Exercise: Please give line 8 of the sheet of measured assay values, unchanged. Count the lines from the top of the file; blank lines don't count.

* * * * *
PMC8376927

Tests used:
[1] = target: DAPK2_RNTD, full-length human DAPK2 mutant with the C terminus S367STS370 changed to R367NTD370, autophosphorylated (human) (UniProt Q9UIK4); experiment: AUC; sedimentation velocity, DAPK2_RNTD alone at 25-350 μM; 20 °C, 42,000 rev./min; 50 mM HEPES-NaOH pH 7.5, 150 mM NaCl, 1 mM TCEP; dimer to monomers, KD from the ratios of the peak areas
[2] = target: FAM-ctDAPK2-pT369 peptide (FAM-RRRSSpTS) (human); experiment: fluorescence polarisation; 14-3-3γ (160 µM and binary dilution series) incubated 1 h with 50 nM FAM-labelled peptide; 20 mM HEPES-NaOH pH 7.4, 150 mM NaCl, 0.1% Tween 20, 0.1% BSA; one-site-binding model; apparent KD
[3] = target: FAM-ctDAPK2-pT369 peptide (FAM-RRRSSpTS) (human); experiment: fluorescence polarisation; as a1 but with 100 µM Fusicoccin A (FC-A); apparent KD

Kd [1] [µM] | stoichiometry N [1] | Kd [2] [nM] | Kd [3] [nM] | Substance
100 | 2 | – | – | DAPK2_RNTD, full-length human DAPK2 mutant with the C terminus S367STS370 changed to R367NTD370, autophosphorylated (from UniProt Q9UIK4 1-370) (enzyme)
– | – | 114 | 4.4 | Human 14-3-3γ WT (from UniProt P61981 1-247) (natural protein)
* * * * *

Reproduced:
– | – | 114 | 4.4 | Human 14-3-3γ WT (from UniProt P61981 1-247) (natural protein)